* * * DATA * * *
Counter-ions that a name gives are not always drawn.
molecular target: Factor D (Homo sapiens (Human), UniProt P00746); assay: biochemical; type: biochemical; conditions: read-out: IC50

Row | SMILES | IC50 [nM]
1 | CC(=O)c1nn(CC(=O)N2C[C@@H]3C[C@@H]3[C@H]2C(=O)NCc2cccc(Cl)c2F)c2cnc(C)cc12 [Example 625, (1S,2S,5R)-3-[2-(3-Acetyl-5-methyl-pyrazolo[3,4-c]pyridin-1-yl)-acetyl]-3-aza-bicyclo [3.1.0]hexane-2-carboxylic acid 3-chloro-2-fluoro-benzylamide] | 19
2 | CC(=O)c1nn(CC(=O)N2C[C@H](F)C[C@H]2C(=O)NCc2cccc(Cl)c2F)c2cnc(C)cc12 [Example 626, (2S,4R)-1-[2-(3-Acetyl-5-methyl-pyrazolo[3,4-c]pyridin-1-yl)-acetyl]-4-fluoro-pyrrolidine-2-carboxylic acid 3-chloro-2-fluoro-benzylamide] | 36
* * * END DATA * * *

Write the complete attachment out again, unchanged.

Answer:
Counter-ions that a name gives are not always drawn.
molecular target: Factor D (Homo sapiens (Human), UniProt P00746); assay: biochemical; type: biochemical; conditions: read-out: IC50

Row | SMILES | IC50 [nM]
1 | CC(=O)c1nn(CC(=O)N2C[C@@H]3C[C@@H]3[C@H]2C(=O)NCc2cccc(Cl)c2F)c2cnc(C)cc12 [Example 625, (1S,2S,5R)-3-[2-(3-Acetyl-5-methyl-pyrazolo[3,4-c]pyridin-1-yl)-acetyl]-3-aza-bicyclo [3.1.0]hexane-2-carboxylic acid 3-chloro-2-fluoro-benzylamide] | 19
2 | CC(=O)c1nn(CC(=O)N2C[C@H](F)C[C@H]2C(=O)NCc2cccc(Cl)c2F)c2cnc(C)cc12 [Example 626, (2S,4R)-1-[2-(3-Acetyl-5-methyl-pyrazolo[3,4-c]pyridin-1-yl)-acetyl]-4-fluoro-pyrrolidine-2-carboxylic acid 3-chloro-2-fluoro-benzylamide] | 36